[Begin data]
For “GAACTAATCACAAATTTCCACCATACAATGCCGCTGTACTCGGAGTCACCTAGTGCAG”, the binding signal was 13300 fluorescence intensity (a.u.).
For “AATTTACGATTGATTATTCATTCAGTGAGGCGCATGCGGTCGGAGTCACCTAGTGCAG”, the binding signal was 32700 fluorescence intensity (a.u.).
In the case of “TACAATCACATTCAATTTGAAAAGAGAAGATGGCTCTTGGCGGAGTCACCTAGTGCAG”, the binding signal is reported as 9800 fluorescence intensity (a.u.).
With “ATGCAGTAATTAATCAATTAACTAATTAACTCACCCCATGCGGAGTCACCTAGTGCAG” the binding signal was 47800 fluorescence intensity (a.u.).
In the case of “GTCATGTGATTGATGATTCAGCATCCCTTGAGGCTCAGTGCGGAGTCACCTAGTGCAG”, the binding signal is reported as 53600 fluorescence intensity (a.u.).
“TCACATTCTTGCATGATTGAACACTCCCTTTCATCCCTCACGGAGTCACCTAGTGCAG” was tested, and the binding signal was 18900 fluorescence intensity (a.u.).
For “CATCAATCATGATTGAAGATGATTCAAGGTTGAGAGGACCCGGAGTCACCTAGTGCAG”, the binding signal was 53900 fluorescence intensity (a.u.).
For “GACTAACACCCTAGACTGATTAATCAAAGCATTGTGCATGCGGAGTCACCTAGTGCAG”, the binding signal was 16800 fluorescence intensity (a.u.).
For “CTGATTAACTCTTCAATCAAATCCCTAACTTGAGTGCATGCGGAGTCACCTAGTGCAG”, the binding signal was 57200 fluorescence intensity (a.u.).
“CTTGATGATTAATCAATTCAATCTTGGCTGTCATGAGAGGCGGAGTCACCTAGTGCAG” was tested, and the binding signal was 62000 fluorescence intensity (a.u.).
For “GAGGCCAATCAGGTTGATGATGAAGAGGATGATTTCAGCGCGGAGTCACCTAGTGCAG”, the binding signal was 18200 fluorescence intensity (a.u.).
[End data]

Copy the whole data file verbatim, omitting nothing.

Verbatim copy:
For “GAACTAATCACAAATTTCCACCATACAATGCCGCTGTACTCGGAGTCACCTAGTGCAG”, the binding signal was 13300 fluorescence intensity (a.u.).
For “AATTTACGATTGATTATTCATTCAGTGAGGCGCATGCGGTCGGAGTCACCTAGTGCAG”, the binding signal was 32700 fluorescence intensity (a.u.).
In the case of “TACAATCACATTCAATTTGAAAAGAGAAGATGGCTCTTGGCGGAGTCACCTAGTGCAG”, the binding signal is reported as 9800 fluorescence intensity (a.u.).
With “ATGCAGTAATTAATCAATTAACTAATTAACTCACCCCATGCGGAGTCACCTAGTGCAG” the binding signal was 47800 fluorescence intensity (a.u.).
In the case of “GTCATGTGATTGATGATTCAGCATCCCTTGAGGCTCAGTGCGGAGTCACCTAGTGCAG”, the binding signal is reported as 53600 fluorescence intensity (a.u.).
“TCACATTCTTGCATGATTGAACACTCCCTTTCATCCCTCACGGAGTCACCTAGTGCAG” was tested, and the binding signal was 18900 fluorescence intensity (a.u.).
For “CATCAATCATGATTGAAGATGATTCAAGGTTGAGAGGACCCGGAGTCACCTAGTGCAG”, the binding signal was 53900 fluorescence intensity (a.u.).
For “GACTAACACCCTAGACTGATTAATCAAAGCATTGTGCATGCGGAGTCACCTAGTGCAG”, the binding signal was 16800 fluorescence intensity (a.u.).
For “CTGATTAACTCTTCAATCAAATCCCTAACTTGAGTGCATGCGGAGTCACCTAGTGCAG”, the binding signal was 57200 fluorescence intensity (a.u.).
“CTTGATGATTAATCAATTCAATCTTGGCTGTCATGAGAGGCGGAGTCACCTAGTGCAG” was tested, and the binding signal was 62000 fluorescence intensity (a.u.).
For “GAGGCCAATCAGGTTGATGATGAAGAGGATGATTTCAGCGCGGAGTCACCTAGTGCAG”, the binding signal was 18200 fluorescence intensity (a.u.).